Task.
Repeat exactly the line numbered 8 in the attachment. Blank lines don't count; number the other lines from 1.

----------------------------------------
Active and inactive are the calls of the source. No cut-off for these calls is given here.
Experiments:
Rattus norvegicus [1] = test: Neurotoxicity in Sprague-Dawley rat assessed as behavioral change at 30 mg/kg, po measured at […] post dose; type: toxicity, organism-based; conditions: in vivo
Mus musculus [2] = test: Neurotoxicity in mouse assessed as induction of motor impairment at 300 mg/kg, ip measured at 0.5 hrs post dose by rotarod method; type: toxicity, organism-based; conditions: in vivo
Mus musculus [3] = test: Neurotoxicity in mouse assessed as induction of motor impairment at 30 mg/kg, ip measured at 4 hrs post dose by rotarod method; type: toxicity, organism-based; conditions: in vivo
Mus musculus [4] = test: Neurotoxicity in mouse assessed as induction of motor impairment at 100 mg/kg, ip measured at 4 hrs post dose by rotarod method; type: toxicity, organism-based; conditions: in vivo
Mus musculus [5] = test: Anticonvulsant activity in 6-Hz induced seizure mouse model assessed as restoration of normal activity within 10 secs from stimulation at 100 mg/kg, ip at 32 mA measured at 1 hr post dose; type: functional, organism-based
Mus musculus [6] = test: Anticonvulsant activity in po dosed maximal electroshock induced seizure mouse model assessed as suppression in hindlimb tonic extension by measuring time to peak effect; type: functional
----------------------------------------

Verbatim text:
Mus musculus [6] = test: Anticonvulsant activity in po dosed maximal electroshock induced seizure mouse model assessed as suppression in hindlimb tonic extension by measuring time to peak effect; type: functional